DL: Was it difficult breaking into the floristry scene? How did you manage to get those first key bookings?

AK: My website and Instagram were pivotal during the launch, and are still vital to my business now. Half the battle is appearing professional and leveraging your online network to announce your presence and business. I was lucky to have a friend give their advice and help on my own website, and I can say it’s definitely important to know and use every resource at your fingertips. Still now though, it’s all trial and error, you have to go with the flow, learn from your mistakes, and not be too hard on yourself.

To survive in this industry, it’s very important to build trusting relationships with your clients. Keeping them informed about every single detail and explaining each charge on your quote will build trust between parties. If you can realize what your time is worth and convey it to the client, that confidence is powerful.

DL: How do you like being back in Edinburgh? Do you have any pointers for students looking to live and work there?

AK: Edinburgh is a great city because it has a small-town feel. The Highlands are close by, so you can get out of the city for outdoorsy activities very easily. Of course, my family is here so I was keen to be near them again. There are also plenty of rural areas offering that creative spark for those interested in crafting and workshops. My friends recently did a pottery class where you can learn to throw on a wheel. 

DL: What’s the art scene like in Edinburgh?

AK: There’s an interesting mix in the city, including a National and Portrait Museum plus a number of contemporary galleries. It’s a competitive gallery scene for sure. Creative Scotland is the primary governing body for funds for galleries and creative projects in Scotland, so students interested in working here should check their website for internship and job opportunities. They have a regularly updated bulletin.  We’ve also got an annual arts festival in August, including written and spoken word, the performing arts and visual art. The entire town-from the pubs to restaurants and hotels- is taken over by performances like comedy, acting and poetry. Alongside the performing arts there is the Edinburgh Art Festival and another really cool project is Hidden Door, this happens almost every year in in May.There are plenty of job opportunities and volunteering here in Edinburgh.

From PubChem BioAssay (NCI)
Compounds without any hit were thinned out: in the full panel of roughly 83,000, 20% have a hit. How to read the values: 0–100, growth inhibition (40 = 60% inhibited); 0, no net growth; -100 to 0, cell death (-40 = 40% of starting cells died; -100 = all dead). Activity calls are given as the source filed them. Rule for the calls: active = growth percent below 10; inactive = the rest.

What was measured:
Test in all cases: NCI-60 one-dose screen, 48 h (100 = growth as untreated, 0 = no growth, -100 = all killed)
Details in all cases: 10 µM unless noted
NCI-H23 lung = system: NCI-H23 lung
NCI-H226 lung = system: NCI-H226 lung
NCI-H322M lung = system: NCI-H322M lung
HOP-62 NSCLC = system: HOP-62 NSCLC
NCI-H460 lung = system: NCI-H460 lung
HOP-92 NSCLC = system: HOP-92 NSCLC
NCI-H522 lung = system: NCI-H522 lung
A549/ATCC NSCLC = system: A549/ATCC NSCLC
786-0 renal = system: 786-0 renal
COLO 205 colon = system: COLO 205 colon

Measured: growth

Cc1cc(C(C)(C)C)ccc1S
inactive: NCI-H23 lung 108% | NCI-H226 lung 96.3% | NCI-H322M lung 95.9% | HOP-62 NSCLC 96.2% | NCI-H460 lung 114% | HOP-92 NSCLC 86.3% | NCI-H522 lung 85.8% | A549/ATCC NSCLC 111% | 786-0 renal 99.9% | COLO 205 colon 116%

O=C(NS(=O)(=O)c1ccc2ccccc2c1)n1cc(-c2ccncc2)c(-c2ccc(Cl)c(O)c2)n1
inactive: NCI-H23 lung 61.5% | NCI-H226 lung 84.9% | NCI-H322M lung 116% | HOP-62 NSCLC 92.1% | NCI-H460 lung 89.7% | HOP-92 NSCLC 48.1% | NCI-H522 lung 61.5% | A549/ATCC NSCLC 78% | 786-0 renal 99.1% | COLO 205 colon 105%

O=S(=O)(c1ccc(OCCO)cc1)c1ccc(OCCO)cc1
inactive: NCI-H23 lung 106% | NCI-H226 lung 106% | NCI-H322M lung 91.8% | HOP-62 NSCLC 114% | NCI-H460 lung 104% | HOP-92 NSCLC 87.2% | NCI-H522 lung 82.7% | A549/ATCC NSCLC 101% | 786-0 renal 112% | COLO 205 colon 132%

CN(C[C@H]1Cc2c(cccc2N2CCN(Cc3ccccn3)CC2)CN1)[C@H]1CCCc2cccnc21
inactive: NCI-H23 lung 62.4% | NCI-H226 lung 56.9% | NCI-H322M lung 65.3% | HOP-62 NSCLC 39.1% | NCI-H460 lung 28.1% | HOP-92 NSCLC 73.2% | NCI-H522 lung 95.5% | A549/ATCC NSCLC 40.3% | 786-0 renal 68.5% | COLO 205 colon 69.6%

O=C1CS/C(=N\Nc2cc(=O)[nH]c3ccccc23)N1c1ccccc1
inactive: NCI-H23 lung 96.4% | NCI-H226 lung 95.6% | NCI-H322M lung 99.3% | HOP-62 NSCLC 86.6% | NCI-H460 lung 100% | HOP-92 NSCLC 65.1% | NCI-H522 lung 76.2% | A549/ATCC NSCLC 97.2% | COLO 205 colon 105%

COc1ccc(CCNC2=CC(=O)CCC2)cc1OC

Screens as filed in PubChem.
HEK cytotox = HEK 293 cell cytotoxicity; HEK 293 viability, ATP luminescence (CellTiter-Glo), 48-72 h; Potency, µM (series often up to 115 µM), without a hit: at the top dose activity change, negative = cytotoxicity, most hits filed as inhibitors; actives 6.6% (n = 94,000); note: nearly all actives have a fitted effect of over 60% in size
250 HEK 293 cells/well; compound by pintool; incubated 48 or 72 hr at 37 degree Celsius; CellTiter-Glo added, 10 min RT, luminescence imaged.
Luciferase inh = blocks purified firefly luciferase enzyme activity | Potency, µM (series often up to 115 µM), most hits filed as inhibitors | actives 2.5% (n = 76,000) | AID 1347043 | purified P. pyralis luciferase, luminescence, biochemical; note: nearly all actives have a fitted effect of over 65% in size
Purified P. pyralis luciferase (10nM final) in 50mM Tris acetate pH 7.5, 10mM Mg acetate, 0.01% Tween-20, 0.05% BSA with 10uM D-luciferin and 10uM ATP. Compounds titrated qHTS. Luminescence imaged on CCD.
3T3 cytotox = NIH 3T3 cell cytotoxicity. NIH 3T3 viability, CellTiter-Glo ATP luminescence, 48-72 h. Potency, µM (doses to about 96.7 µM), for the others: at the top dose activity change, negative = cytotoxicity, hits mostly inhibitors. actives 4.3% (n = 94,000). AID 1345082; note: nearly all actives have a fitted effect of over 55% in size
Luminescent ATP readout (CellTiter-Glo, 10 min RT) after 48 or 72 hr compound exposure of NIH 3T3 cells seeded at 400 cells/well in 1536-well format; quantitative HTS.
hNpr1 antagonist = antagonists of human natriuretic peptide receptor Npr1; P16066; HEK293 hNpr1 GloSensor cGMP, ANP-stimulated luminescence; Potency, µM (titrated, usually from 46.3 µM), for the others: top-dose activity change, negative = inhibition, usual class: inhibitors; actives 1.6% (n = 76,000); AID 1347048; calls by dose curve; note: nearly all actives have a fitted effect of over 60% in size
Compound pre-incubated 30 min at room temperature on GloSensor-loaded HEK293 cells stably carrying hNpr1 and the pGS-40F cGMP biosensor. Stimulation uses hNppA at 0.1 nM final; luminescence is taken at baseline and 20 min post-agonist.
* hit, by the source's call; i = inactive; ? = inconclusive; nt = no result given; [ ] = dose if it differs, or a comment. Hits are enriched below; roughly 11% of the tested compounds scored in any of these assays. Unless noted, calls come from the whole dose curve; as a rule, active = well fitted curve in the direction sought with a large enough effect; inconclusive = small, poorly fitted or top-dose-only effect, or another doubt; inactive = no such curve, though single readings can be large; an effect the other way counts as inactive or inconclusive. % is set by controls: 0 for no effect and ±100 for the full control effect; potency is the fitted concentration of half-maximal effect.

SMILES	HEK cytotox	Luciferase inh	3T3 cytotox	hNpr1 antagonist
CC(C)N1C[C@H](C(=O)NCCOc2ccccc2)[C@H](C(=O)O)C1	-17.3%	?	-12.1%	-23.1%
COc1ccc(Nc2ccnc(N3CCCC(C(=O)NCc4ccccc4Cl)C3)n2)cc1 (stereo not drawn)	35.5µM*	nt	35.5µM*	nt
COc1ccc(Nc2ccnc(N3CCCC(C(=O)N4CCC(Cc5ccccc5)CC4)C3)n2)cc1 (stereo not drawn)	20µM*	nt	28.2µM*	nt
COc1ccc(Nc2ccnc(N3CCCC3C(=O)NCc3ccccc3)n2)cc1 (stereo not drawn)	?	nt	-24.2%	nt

DL: Sounds fantastic! Looking back, did you feel prepared for the ‘real world’ coming out of Wake?

AK: My undergrad experience didn’t set me up for running my own business, although it definitely did plant a seed for me to realize my creative passions. The START fellowship was the most useful for building an understanding of how businesses work, but you still can’t fully simulate the amount of responsibility that life after graduation brings, in the university environment. 

DL: What kernel of advice would you like to pass on to the readers?

AK: Be open to others’ advice, and take on as much as you can. Don’t stress over the little things, because they’re all just stepping stones in the bigger picture. Things have a way of working out. Avoid comparing yourself to others, and embrace your own creativity.